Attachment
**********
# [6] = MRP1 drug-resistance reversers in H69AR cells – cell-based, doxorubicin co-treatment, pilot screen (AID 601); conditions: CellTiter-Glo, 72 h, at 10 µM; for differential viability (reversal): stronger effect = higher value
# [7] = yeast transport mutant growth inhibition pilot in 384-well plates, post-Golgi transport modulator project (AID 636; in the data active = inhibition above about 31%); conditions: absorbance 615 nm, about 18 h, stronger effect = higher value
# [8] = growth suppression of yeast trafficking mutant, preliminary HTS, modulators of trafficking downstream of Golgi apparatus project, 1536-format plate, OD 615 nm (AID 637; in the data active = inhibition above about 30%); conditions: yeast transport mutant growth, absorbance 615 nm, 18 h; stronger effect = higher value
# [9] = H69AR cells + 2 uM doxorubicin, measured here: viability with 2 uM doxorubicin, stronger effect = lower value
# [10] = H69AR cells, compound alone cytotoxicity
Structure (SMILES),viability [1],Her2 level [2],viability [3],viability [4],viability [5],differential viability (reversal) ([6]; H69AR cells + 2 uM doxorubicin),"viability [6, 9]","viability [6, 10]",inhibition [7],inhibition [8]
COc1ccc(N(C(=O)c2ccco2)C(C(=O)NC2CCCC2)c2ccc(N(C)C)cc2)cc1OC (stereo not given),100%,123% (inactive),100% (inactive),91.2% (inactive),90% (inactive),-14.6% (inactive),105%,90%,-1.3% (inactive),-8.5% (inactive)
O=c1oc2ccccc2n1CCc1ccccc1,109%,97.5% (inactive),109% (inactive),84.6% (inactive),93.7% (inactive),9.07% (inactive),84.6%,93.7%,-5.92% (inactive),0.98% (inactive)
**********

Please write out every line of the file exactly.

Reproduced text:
# [6] = MRP1 drug-resistance reversers in H69AR cells – cell-based, doxorubicin co-treatment, pilot screen (AID 601); conditions: CellTiter-Glo, 72 h, at 10 µM; for differential viability (reversal): stronger effect = higher value
# [7] = yeast transport mutant growth inhibition pilot in 384-well plates, post-Golgi transport modulator project (AID 636; in the data active = inhibition above about 31%); conditions: absorbance 615 nm, about 18 h, stronger effect = higher value
# [8] = growth suppression of yeast trafficking mutant, preliminary HTS, modulators of trafficking downstream of Golgi apparatus project, 1536-format plate, OD 615 nm (AID 637; in the data active = inhibition above about 30%); conditions: yeast transport mutant growth, absorbance 615 nm, 18 h; stronger effect = higher value
# [9] = H69AR cells + 2 uM doxorubicin, measured here: viability with 2 uM doxorubicin, stronger effect = lower value
# [10] = H69AR cells, compound alone cytotoxicity
Structure (SMILES),viability [1],Her2 level [2],viability [3],viability [4],viability [5],differential viability (reversal) ([6]; H69AR cells + 2 uM doxorubicin),"viability [6, 9]","viability [6, 10]",inhibition [7],inhibition [8]
COc1ccc(N(C(=O)c2ccco2)C(C(=O)NC2CCCC2)c2ccc(N(C)C)cc2)cc1OC (stereo not given),100%,123% (inactive),100% (inactive),91.2% (inactive),90% (inactive),-14.6% (inactive),105%,90%,-1.3% (inactive),-8.5% (inactive)
O=c1oc2ccccc2n1CCc1ccccc1,109%,97.5% (inactive),109% (inactive),84.6% (inactive),93.7% (inactive),9.07% (inactive),84.6%,93.7%,-5.92% (inactive),0.98% (inactive)